Over the last few years, Jewish colleagues, friends and Labour members have been subjected to antisemitism in the Labour party. I am truly sorry for this and for the harm and hurt it has caused.
As an elected Labour representative and since April a member of the Shadow Cabinet, I have a responsibility for healing this harm and taking a proactive role. I take this very seriously and have taken many actions to challenge antisemitism and to build positive relationships with my Jewish constituents (who have a range of views, of course) in the last few years. I will continue to take a strong stance in this area.
I fully supported the decision of the Jewish Labour Movement to report the Labour party to the Equality and Human Rights Commission (EHRC), though clearly this was a distressing necessity, the recent report has shown it was justified.
On Thursday the EHRC report was published. I’ve read it, and it makes upsetting reading for anyone who cares about fighting antisemitism and anyone who cares about the Labour Party.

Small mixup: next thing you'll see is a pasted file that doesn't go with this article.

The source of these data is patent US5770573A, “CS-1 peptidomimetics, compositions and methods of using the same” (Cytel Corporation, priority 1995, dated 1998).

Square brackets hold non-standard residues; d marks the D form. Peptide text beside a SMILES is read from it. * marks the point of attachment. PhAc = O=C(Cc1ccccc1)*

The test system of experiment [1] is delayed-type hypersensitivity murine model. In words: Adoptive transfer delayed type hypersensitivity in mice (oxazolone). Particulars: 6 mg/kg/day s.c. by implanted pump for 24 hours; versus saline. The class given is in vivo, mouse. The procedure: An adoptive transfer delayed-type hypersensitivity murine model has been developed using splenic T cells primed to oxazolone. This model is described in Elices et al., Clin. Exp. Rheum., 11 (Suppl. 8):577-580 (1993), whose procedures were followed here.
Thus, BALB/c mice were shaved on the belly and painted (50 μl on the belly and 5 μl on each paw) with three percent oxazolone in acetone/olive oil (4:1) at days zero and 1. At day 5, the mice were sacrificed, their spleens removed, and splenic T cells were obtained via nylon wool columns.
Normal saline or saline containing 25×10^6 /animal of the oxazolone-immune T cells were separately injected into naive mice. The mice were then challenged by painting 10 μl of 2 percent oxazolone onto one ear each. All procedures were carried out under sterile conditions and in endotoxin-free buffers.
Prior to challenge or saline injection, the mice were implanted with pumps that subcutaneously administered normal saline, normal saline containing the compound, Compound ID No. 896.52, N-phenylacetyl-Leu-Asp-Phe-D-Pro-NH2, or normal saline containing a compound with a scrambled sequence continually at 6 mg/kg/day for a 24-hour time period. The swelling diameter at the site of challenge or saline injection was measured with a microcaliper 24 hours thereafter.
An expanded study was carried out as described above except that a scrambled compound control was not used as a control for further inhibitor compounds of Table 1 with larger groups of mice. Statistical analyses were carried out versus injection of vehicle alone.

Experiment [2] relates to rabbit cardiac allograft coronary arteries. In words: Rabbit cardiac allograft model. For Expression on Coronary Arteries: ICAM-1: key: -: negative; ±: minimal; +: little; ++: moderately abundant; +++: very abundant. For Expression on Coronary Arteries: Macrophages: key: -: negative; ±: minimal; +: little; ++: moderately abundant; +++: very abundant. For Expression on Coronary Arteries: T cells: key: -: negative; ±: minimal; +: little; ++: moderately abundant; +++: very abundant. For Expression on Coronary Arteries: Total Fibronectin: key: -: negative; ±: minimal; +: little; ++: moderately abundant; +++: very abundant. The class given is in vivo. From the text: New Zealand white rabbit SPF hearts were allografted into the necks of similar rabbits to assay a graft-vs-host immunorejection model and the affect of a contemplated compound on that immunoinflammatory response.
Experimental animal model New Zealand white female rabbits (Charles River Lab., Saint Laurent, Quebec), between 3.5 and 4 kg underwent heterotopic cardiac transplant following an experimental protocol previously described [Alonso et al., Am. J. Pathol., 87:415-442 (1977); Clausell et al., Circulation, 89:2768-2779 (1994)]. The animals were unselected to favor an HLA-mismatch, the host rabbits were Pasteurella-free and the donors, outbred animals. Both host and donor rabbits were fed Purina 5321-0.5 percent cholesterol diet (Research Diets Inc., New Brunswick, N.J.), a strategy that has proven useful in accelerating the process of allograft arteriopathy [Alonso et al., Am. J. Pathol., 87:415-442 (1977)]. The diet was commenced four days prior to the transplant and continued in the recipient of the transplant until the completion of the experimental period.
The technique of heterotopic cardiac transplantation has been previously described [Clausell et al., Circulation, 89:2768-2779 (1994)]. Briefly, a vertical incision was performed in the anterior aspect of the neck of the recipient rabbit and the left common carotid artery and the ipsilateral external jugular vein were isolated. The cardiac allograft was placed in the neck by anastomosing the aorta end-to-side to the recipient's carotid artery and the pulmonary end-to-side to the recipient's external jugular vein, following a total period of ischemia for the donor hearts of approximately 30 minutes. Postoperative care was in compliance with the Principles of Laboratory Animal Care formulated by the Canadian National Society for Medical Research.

I fully support the findings and the recommendations and will do everything I can to help to implement them rapidly and play my part in repairing the damage of the last few years. I’ve reached out to Jewish constituents and colleagues as well as to Labour officials, colleagues and members to start the process locally.
The Labour Party has created a dedicated EHRC Report webpage. The page has a Q&A regarding the report and its recommendations as well as Keir Starmer’s response to the publication of the report.
The Labour Party has published guidance for CLPs including on use of social media accounts of party units, online discussion forums and motions proposed at branches and constituency meetings.